- You may suddenly feel overwhelmingly insecure: Ongoing events may cause locations previously considered safe to suddenly appear utterly unsafe.
- You may feel that the previously experienced traumatic event(s) are happening again.
- Memories and images of previous traumatic events may emerge in nightmares and/or during daytime.
- You may experience sleep problems, anxiety and/or bodily reactions.
- You may experience a feeling of helplessness.
- You may worry excessively about your next of kin, regardless of whether they are in your close approximity or abroad.
- You may feel depressed and/or the need to withdraw from social contexts and from society as a whole.
- You may find yourself watching too much TV and reading everything published about ongoing events. Such exposure may increase the risk that previously experiences blend with images from the present crisis.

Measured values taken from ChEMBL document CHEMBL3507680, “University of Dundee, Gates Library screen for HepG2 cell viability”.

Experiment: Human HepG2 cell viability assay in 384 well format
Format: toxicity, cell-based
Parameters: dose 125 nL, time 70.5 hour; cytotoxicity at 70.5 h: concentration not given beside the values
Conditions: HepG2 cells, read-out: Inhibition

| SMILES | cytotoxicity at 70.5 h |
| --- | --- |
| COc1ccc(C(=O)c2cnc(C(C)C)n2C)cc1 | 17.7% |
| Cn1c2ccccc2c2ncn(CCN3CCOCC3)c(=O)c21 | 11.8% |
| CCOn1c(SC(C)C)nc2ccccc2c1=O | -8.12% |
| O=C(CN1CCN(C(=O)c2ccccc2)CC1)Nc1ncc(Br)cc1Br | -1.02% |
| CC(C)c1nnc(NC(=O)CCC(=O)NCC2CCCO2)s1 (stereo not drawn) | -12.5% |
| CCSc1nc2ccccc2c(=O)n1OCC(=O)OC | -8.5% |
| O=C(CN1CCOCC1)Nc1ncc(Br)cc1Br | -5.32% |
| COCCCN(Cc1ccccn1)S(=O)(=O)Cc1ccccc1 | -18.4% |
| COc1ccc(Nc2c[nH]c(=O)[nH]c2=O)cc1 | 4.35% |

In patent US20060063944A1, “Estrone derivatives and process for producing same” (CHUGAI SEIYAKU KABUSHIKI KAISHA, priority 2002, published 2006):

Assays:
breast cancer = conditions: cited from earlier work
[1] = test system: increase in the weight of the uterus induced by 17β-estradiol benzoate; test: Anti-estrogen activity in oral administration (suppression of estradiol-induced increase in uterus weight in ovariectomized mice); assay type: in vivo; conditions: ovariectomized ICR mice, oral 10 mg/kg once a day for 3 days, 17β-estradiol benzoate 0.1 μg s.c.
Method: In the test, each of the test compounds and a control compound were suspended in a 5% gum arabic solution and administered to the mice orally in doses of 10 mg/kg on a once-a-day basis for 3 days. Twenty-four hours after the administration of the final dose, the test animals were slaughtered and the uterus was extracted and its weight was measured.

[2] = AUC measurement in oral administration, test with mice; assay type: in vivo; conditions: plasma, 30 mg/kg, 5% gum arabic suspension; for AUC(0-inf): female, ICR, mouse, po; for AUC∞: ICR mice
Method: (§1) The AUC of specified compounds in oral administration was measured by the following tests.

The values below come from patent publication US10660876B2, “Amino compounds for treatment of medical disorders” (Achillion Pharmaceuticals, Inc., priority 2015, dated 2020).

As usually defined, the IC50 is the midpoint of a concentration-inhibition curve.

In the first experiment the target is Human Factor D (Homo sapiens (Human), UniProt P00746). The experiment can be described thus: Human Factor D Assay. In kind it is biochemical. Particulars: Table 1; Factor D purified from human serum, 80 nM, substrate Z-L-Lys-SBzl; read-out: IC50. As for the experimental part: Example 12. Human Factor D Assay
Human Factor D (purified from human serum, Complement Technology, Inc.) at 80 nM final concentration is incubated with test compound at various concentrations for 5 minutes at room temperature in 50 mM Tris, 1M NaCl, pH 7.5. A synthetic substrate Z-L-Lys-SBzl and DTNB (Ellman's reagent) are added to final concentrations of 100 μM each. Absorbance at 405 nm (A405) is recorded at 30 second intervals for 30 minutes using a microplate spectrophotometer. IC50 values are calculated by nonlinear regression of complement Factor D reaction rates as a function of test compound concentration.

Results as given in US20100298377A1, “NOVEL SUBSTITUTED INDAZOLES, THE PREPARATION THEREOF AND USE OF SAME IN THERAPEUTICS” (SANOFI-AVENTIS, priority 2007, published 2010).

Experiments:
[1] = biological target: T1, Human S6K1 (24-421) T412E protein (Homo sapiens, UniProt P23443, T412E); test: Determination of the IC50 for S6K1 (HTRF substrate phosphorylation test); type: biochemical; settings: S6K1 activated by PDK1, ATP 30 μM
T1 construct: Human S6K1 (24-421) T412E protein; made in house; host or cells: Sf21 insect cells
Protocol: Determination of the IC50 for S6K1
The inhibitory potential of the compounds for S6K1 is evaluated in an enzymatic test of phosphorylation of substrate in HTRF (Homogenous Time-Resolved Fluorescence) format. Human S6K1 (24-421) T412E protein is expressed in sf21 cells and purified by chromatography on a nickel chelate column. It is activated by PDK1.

- Take care of yourself. Make sure you get enough sleep and nutrition, and stick to your daily routines.
- Spend time with close relatives and friends if possible. You may profit from discussing your thoughts and concerns with people whom you feel comfortable around.
- Avoid over-exposure to TV and other media outlets.
- Physical activity is important for your mental health and well-being. Go for a walk or work out regularly.
- Do not hesitate to contact your doctor if
- you experience sleeping problems, bodily pains and/or anxiety
- your memories and flashbacks are intrusive
Your doctor will be able to provide further help if applicable, e.g. refer you to a councellor or other therapies as they see fit.